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      Lipid Storage in Cerebral Pericytes in Lymphogenic Encephalopathy

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          Intracellular membrane structures are subjected to a continuous renewal. Breakdown products are undoubtedly partly used for resynthesis locally, partly disposed of. The transport of lipoproteins is generally managed by the lymphatics [7]; in the brain, devoid of lymph vessels, prelymphatic pathways (substance of the basement membranes of the blood capillaries → Virchov-Robin’s intraadventitial spaces → intraadventitial spaces of cervical blood vessels → cervical lymphatics; 4) are fulfilling this task. Stasis of lymph-due lipoprotein molecules induces pericytes to incorporate them. In previous histochemical studies performed on the heart muscle, kidney, liver and intestine it has been shown that a regular consequence of lymphostasis is the appearance of ‘invisible’ lipids, derived from breakdown products of desintegrated cellular membrane structures (lipid phanerosis) [2]. The appearance of lipid droplets in pericytes can be regarded as a cerebral equivalent to this lipid phanerosis. In later stages of lymphogenic encephalopathy, collagenous and collagen-like fibers were seen in the substance of basement membranes [3]. Taking into account this fact and the marked alteration in lipid metabolism and the transport described above we feel justified in suspecting that lymphogenic encephalopathy may have some bearings on cerebral artherosclerosis.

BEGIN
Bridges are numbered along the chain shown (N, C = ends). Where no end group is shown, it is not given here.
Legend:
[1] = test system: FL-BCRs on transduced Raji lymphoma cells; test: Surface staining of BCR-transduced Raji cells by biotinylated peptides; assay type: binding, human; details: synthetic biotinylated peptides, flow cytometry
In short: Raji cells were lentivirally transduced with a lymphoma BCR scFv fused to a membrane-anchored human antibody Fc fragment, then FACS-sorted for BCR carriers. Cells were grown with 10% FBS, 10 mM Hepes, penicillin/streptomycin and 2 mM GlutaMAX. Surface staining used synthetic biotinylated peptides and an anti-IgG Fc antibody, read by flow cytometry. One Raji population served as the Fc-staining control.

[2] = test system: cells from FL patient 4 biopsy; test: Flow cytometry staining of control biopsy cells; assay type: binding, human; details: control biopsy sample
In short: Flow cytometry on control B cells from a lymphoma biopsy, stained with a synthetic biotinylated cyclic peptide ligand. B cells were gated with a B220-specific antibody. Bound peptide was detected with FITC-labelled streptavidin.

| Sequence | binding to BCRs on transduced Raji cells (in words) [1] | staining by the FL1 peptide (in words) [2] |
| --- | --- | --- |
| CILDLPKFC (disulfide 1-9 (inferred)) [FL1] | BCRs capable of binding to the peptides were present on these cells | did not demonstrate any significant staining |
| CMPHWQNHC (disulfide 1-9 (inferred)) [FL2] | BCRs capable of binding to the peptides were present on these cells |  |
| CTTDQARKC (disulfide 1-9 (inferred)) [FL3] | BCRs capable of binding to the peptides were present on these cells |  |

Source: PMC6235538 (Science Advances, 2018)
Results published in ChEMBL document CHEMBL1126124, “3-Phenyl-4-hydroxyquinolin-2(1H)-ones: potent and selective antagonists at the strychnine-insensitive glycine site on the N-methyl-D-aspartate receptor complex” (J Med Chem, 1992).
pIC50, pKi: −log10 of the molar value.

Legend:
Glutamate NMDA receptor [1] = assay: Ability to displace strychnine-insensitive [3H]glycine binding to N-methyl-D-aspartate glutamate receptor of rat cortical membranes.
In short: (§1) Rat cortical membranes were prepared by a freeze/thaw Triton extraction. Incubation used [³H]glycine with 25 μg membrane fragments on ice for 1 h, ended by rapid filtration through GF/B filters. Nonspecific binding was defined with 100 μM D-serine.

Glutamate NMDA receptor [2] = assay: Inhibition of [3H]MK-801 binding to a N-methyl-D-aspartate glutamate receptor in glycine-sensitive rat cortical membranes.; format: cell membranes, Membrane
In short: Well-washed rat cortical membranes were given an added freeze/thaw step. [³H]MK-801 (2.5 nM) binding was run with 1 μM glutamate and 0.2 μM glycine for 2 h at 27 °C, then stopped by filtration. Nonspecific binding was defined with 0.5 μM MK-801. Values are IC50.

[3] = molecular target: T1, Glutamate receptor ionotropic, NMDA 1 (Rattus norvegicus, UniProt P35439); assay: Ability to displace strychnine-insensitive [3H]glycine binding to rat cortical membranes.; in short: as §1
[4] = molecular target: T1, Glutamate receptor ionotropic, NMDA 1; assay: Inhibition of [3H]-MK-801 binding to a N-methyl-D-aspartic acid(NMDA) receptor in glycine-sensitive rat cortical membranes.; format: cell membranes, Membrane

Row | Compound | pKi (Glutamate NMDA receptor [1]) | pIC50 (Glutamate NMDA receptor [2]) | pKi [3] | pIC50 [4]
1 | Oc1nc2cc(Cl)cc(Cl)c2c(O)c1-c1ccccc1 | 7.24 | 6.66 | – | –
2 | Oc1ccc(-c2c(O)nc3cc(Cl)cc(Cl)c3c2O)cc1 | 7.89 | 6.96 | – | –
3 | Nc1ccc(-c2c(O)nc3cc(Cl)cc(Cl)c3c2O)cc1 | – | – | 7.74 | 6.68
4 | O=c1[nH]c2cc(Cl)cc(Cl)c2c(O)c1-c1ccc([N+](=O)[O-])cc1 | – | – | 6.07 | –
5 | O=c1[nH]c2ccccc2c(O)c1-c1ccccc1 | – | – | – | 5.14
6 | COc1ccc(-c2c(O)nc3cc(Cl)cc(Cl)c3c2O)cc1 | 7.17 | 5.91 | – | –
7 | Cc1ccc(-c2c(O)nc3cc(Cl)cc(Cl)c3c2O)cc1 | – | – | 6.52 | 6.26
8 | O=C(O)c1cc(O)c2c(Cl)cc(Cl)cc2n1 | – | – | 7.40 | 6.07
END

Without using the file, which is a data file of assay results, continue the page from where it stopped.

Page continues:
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          Author and article information

          J Vasc Res
          Journal of Vascular Research
          S. Karger AG
          18 September 2008
          : 7
          : 1
          : 57-61
          2nd Department of Internal Medicine and Department of Anatomy, University Medical School, Szeged
          157818 Angiologica 1970;7:57–61
          © 1970 S. Karger AG, Basel

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          Pages: 5


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